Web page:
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Bald Eagle

Weather and Migration
What was the weather like on 3/26 and 3/27, when #F42 finally took off for home?

Analysis by Glen Schuster

Back to Today's Report

Record temperatures across the East in a dramatic warm-up have given the most ideal conditions for eagles to fly North to date. Early indication is----just as a warm front passed through the Lower Hudson Valley in New York State, #F42, took off! Let's capture the moment!

We know sunny skies and warm temperatures can set the stage for the migration Northward. I'll point out these and other features on weather maps and satellite imagery below. They all contribute to the migration:

  • Classic Warm Front
  • No rain
  • Sunny skies
  • Light winds

These maps includes the NY wintering grounds where Eagle #F42 was reported as of March 25. Notice the placement of the red line (warm front) on this map on Thursday evening, March 26. So Thursday night, near #F42 the temperature was also 42!! Light rain showers were the rule in the area.
By Thursday night measurable rainfall was to the north of the eagles.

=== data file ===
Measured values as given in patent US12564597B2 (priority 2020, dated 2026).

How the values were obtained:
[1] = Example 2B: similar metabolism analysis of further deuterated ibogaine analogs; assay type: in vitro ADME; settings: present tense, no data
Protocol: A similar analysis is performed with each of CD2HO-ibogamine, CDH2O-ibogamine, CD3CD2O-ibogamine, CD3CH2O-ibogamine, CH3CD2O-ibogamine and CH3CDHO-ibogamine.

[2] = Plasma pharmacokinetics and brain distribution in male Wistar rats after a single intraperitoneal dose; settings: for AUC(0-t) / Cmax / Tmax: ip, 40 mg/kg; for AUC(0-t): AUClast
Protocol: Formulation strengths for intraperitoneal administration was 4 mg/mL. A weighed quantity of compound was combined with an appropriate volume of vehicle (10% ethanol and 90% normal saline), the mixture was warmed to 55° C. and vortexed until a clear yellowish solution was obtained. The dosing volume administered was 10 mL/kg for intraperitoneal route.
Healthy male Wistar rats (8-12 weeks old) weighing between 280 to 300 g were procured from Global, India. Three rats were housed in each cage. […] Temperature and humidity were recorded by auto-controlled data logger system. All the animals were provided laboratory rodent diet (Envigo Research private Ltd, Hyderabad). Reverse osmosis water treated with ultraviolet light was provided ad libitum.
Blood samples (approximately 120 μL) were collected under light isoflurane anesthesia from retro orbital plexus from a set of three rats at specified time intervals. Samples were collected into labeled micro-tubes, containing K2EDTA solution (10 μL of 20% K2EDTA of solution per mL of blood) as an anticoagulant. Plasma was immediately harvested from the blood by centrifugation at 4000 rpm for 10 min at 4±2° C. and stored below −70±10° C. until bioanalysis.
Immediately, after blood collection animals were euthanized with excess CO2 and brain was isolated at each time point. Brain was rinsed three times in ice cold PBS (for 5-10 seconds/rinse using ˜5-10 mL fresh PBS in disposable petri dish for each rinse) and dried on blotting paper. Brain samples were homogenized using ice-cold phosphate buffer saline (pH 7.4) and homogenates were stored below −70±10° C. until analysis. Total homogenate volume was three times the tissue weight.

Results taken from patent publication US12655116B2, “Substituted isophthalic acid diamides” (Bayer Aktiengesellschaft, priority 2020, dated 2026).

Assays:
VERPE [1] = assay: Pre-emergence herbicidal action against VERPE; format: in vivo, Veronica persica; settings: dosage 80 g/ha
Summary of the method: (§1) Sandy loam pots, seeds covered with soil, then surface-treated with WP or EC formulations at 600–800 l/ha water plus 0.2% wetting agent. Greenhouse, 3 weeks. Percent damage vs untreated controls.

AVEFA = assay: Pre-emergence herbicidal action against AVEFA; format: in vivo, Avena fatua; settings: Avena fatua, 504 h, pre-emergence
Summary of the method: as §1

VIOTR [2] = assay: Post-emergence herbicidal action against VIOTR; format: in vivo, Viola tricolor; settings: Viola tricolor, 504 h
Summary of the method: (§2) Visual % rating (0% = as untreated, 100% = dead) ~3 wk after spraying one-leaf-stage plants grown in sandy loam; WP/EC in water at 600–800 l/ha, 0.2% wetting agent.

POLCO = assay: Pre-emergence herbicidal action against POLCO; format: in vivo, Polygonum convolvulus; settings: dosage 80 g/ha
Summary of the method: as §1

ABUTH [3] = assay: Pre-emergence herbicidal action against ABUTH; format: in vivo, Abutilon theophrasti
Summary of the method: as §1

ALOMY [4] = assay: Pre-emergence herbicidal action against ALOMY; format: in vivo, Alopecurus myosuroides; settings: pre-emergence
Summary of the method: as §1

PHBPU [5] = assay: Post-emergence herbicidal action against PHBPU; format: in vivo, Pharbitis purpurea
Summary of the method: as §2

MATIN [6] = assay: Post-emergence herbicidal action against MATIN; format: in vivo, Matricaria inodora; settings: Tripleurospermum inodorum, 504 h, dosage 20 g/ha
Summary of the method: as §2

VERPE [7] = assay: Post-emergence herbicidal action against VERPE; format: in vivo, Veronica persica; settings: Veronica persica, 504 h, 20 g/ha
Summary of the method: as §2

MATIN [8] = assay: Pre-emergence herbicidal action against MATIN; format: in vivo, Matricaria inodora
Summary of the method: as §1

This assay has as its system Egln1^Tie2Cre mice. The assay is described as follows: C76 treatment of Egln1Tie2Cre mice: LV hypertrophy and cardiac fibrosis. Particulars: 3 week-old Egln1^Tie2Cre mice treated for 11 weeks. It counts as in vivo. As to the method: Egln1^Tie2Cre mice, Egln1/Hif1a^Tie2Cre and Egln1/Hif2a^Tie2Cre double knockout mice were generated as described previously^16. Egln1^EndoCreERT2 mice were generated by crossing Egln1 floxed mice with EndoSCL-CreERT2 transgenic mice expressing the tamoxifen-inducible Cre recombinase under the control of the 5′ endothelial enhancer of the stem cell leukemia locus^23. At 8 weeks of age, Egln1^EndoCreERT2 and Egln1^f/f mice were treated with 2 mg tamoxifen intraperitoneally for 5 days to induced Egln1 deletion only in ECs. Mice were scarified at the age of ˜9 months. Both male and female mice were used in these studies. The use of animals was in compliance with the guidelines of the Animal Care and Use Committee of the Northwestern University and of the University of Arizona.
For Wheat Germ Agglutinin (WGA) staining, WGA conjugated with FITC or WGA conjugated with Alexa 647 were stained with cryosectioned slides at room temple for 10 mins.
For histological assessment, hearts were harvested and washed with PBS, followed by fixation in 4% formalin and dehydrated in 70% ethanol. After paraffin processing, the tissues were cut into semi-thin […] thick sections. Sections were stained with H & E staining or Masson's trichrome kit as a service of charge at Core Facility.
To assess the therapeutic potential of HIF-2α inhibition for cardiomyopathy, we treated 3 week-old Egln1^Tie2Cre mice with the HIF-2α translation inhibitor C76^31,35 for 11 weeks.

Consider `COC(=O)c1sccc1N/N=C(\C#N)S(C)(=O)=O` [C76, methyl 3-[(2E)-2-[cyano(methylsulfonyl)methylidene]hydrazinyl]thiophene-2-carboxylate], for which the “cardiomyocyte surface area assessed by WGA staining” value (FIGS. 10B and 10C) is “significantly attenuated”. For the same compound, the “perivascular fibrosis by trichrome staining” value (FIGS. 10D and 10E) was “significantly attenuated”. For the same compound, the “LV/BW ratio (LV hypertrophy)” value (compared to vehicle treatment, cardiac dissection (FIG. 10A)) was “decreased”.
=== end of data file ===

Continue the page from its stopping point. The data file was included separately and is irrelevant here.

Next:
Warm temperatures early Thursday evening showed how warm it was over Ohio, West Virginia, and Virginia. That same warm sunny weather was on the way to New York!
Here's an interesting map. The blue lines show the winds ushering in thicker, warmer air into the area. Meteorologists call this 'warm air advection'.
A few thousand feet in the atmosphere the winds are from the southwest
So....the warm front fell over #F42 at the crack of dawn. Temperatures breaking 50 and the sun coming out are what F42 awakes to. It's time to: "Get up and GO"! Notice the winds are 15 knots (17 miles per hour from the south-southeast (SSE)!
Friday morning's satellite image shows clear to partly cloudy clouds in the region, and NO CLOUDS to the south and west means it's going to dry out some more!
The jet stream shows that any cool air is trapped way to the North, so it won't be getting cold anytime soon. The blue line North of New York shows the general boundary between the cold air and warm air in the atmosphere. South of the line winds may be light at the surface!
The surface map for Friday shows high pressure takes over the East. The circulation around the HIGH pressure, and southerly and westerly winds would be felt all day.
And that continued into the weekend, where temperatures in the Lower Hudson Valley-the old campground for our feathered folk-were near 80 for Saturday and Sunday the 28th and 29th.
Where will she go?
Right through Tuesday, March 31st, #F42 has run of the coast! The information shows light winds for days and sunshine for days. It will be great to see where she ends up. The steering winds might not be too much to overcome.

Glen Schuster, Meteorologist
Josh Danziger, Student Meteorologist
U.S. Satellite Laboratory
Tarrytown, NY
Technology for Remote Sensing in Schools